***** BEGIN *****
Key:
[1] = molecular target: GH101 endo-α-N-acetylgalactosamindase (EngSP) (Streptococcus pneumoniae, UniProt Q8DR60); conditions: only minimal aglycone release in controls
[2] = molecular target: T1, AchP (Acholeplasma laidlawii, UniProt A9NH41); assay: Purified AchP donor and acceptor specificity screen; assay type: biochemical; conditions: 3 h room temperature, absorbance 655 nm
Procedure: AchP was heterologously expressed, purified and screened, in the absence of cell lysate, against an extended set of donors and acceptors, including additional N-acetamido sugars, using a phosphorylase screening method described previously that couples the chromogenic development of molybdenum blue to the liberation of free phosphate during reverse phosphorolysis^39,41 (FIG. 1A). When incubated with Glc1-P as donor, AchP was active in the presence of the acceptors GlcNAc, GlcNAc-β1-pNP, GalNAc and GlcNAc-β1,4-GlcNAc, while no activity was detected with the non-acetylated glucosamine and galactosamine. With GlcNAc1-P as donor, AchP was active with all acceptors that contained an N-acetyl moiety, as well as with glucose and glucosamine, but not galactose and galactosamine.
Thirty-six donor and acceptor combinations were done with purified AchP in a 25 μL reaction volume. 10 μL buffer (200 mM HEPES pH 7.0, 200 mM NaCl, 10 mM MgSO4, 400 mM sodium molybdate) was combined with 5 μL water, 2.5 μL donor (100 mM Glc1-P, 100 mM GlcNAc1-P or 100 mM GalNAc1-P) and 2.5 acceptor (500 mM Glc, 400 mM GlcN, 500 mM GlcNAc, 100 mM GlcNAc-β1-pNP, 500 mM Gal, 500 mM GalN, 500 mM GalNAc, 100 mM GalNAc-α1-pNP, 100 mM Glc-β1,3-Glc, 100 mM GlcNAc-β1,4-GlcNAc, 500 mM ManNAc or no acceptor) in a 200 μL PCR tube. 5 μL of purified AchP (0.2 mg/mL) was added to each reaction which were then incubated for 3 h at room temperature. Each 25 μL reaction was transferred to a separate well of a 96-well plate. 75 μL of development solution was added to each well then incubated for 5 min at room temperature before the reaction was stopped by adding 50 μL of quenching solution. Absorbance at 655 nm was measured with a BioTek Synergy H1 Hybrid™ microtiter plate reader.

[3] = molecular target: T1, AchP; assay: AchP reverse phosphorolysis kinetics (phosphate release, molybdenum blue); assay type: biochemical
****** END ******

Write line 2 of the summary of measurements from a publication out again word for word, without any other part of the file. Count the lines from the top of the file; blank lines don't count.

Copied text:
[1] = molecular target: GH101 endo-α-N-acetylgalactosamindase (EngSP) (Streptococcus pneumoniae, UniProt Q8DR60); conditions: only minimal aglycone release in controls